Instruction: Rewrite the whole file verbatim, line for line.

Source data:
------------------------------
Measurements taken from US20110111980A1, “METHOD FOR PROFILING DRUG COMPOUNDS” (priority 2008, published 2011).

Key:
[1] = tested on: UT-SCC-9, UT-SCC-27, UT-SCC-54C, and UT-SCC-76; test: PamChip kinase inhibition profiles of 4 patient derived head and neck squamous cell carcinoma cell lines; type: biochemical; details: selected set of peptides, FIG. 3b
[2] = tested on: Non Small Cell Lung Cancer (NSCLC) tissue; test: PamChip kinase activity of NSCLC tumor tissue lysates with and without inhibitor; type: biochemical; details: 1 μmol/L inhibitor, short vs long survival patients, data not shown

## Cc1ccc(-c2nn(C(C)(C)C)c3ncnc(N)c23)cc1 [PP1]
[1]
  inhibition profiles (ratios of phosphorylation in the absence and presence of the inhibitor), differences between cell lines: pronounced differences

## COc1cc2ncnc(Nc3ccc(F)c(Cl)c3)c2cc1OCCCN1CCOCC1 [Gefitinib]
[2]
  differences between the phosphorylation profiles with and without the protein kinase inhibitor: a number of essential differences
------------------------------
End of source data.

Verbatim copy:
Measurements taken from US20110111980A1, “METHOD FOR PROFILING DRUG COMPOUNDS” (priority 2008, published 2011).

Key:
[1] = tested on: UT-SCC-9, UT-SCC-27, UT-SCC-54C, and UT-SCC-76; test: PamChip kinase inhibition profiles of 4 patient derived head and neck squamous cell carcinoma cell lines; type: biochemical; details: selected set of peptides, FIG. 3b
[2] = tested on: Non Small Cell Lung Cancer (NSCLC) tissue; test: PamChip kinase activity of NSCLC tumor tissue lysates with and without inhibitor; type: biochemical; details: 1 μmol/L inhibitor, short vs long survival patients, data not shown

## Cc1ccc(-c2nn(C(C)(C)C)c3ncnc(N)c23)cc1 [PP1]
[1]
  inhibition profiles (ratios of phosphorylation in the absence and presence of the inhibitor), differences between cell lines: pronounced differences

## COc1cc2ncnc(Nc3ccc(F)c(Cl)c3)c2cc1OCCCN1CCOCC1 [Gefitinib]
[2]
  differences between the phosphorylation profiles with and without the protein kinase inhibitor: a number of essential differences